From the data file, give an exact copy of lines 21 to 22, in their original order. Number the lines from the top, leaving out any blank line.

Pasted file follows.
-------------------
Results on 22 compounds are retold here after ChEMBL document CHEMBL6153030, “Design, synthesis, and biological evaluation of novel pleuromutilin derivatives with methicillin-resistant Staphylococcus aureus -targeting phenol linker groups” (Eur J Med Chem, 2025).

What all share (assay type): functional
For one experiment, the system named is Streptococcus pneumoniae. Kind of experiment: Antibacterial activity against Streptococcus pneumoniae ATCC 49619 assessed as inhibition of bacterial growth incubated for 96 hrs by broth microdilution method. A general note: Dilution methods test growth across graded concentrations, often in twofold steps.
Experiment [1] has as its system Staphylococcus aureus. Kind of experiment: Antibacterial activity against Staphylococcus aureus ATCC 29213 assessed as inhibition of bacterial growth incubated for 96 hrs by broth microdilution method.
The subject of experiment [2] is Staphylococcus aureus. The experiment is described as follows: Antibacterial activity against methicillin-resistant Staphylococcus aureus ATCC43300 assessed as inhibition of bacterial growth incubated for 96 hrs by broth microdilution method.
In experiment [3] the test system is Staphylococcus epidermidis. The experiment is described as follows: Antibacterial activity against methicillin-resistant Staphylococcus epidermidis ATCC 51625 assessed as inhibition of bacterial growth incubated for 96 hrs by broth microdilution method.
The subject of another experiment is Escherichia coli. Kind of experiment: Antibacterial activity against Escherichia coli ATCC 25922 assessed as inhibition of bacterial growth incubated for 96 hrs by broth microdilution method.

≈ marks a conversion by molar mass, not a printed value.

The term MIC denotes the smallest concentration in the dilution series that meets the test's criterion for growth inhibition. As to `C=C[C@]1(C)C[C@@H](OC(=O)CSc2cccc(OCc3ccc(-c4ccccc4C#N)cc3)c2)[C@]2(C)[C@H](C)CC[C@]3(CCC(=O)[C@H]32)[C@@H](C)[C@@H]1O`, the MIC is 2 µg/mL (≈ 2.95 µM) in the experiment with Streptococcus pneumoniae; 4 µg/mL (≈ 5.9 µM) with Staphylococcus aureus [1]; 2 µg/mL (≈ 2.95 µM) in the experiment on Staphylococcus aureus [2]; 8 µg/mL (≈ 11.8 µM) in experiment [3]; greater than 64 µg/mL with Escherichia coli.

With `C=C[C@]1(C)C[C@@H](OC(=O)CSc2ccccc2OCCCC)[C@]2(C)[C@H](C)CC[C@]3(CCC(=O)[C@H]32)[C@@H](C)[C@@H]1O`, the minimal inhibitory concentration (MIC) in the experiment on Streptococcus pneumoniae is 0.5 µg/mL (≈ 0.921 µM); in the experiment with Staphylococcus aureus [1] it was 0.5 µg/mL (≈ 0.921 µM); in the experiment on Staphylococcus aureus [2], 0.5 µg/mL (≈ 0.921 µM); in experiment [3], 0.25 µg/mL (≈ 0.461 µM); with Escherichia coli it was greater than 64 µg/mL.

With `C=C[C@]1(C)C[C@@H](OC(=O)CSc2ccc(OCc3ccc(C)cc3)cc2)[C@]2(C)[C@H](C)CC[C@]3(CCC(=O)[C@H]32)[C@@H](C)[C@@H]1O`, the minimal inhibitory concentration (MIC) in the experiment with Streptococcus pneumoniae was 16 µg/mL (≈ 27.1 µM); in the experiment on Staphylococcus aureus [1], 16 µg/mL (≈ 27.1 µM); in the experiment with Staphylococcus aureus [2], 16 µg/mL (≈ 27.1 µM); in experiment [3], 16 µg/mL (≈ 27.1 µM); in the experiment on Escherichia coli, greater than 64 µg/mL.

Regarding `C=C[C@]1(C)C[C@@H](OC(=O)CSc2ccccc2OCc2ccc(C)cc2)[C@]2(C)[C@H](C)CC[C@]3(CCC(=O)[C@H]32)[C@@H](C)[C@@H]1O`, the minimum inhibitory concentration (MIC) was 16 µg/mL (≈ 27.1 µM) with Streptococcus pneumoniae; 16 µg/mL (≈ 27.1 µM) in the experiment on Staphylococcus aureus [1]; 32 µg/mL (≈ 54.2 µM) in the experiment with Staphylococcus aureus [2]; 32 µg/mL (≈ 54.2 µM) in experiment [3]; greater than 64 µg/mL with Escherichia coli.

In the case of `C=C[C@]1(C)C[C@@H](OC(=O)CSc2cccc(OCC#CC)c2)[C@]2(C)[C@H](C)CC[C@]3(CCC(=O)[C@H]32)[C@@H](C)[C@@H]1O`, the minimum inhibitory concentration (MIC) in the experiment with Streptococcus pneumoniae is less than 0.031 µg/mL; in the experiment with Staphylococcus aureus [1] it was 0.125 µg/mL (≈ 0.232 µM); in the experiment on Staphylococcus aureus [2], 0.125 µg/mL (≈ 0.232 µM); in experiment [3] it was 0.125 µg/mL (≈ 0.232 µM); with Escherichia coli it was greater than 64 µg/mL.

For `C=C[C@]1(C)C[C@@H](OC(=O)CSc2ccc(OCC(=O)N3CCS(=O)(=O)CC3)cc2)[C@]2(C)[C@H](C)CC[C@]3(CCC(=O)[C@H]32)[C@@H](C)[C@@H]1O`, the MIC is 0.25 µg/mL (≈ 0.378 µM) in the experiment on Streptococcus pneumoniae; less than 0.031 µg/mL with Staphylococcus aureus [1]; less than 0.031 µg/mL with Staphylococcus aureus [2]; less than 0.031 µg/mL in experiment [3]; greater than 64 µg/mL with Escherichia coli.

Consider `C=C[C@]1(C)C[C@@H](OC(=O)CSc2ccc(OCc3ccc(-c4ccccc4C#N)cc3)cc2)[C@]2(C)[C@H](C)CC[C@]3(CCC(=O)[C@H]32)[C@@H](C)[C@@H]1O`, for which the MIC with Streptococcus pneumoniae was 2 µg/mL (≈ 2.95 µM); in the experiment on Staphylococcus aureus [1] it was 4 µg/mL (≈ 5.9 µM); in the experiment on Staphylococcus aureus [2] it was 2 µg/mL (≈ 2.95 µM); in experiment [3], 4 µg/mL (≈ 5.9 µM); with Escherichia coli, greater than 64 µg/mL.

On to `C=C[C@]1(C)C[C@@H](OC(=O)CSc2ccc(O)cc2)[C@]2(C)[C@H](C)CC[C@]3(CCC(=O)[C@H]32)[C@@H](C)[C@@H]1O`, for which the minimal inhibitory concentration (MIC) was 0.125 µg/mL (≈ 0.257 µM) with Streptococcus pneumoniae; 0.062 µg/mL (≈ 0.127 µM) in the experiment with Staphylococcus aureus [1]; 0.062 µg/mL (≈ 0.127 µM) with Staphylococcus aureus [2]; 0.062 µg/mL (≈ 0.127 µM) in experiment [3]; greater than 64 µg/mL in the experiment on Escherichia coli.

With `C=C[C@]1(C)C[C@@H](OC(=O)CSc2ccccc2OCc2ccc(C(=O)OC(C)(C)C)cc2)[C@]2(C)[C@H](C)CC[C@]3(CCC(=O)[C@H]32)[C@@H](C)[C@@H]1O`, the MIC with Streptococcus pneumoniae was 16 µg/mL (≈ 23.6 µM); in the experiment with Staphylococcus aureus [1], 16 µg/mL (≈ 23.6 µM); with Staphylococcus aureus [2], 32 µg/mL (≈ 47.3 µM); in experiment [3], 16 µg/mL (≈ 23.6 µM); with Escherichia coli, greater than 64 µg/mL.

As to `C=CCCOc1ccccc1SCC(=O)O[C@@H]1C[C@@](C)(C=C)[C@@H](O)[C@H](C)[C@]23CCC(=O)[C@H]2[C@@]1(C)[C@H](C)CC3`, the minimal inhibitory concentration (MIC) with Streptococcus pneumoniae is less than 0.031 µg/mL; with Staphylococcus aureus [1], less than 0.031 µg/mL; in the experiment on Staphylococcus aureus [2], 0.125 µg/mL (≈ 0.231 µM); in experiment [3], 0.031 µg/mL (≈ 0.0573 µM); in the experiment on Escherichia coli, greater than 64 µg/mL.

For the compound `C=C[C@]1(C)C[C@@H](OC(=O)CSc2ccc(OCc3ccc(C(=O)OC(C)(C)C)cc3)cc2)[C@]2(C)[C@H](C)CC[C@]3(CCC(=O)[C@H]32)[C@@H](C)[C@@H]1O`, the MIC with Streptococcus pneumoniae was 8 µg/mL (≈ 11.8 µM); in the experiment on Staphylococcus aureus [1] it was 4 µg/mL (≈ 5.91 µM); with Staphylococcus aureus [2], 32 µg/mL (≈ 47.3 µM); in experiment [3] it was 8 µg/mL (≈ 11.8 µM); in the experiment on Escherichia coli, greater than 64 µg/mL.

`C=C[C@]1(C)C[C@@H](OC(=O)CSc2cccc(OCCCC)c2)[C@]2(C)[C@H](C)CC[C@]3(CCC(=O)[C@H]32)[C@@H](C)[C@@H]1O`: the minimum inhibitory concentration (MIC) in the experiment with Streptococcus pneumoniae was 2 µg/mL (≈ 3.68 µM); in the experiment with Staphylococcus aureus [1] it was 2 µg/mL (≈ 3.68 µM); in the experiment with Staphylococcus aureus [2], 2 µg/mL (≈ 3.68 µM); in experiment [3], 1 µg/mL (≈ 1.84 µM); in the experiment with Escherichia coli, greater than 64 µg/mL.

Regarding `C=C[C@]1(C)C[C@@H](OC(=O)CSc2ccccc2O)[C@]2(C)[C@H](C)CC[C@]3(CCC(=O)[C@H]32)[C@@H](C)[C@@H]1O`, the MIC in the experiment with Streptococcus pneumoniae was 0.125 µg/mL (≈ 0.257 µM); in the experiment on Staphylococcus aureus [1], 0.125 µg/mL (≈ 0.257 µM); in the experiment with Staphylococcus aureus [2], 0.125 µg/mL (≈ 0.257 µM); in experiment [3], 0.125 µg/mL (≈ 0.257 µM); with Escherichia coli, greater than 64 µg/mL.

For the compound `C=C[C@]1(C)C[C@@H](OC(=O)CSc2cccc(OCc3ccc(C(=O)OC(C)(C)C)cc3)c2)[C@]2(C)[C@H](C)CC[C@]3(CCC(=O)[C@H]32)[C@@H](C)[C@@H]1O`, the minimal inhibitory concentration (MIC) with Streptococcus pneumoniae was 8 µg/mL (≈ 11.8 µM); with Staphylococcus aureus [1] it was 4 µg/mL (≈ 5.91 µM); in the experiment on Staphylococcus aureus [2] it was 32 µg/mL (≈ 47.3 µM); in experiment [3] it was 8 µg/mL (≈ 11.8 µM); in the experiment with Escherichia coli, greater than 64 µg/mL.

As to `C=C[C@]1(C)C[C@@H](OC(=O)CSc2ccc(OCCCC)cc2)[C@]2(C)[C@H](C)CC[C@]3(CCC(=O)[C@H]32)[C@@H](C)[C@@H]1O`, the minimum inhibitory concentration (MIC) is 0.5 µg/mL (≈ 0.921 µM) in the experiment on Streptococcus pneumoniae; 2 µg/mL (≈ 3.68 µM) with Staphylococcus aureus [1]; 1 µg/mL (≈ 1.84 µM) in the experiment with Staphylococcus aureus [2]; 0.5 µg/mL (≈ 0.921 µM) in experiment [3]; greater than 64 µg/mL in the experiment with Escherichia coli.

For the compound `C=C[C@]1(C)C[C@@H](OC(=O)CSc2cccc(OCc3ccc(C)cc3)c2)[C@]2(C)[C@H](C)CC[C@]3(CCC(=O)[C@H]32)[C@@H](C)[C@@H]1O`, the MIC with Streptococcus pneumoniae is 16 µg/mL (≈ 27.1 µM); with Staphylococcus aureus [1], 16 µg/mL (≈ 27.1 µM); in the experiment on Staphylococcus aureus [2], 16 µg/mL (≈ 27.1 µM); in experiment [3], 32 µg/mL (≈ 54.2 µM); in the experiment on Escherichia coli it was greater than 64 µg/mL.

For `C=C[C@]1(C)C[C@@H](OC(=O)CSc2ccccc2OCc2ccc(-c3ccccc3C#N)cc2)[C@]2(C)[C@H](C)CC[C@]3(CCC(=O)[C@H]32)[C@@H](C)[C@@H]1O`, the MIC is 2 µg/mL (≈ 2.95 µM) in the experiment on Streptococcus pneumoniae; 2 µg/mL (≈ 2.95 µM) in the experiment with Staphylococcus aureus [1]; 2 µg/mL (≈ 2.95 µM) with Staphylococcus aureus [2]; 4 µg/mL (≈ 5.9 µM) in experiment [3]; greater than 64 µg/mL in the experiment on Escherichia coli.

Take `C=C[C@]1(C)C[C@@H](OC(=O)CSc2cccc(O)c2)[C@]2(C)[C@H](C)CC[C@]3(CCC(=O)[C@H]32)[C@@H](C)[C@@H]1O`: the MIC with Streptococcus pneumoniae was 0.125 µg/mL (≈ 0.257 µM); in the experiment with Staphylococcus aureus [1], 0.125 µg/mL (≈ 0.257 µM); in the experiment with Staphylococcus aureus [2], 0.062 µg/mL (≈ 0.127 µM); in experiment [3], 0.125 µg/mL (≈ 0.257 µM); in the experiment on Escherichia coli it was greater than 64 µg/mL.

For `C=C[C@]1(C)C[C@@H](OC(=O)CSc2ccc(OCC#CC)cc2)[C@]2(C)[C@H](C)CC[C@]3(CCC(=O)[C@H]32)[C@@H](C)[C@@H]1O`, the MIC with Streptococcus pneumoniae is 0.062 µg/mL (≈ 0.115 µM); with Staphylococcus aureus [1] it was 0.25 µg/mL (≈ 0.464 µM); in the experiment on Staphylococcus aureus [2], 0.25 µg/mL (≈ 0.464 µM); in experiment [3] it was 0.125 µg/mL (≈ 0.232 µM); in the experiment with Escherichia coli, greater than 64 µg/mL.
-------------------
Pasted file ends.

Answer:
Regarding `C=C[C@]1(C)C[C@@H](OC(=O)CSc2ccccc2O)[C@]2(C)[C@H](C)CC[C@]3(CCC(=O)[C@H]32)[C@@H](C)[C@@H]1O`, the MIC in the experiment with Streptococcus pneumoniae was 0.125 µg/mL (≈ 0.257 µM); in the experiment on Staphylococcus aureus [1], 0.125 µg/mL (≈ 0.257 µM); in the experiment with Staphylococcus aureus [2], 0.125 µg/mL (≈ 0.257 µM); in experiment [3], 0.125 µg/mL (≈ 0.257 µM); with Escherichia coli, greater than 64 µg/mL.

For the compound `C=C[C@]1(C)C[C@@H](OC(=O)CSc2cccc(OCc3ccc(C(=O)OC(C)(C)C)cc3)c2)[C@]2(C)[C@H](C)CC[C@]3(CCC(=O)[C@H]32)[C@@H](C)[C@@H]1O`, the minimal inhibitory concentration (MIC) with Streptococcus pneumoniae was 8 µg/mL (≈ 11.8 µM); with Staphylococcus aureus [1] it was 4 µg/mL (≈ 5.91 µM); in the experiment on Staphylococcus aureus [2] it was 32 µg/mL (≈ 47.3 µM); in experiment [3] it was 8 µg/mL (≈ 11.8 µM); in the experiment with Escherichia coli, greater than 64 µg/mL.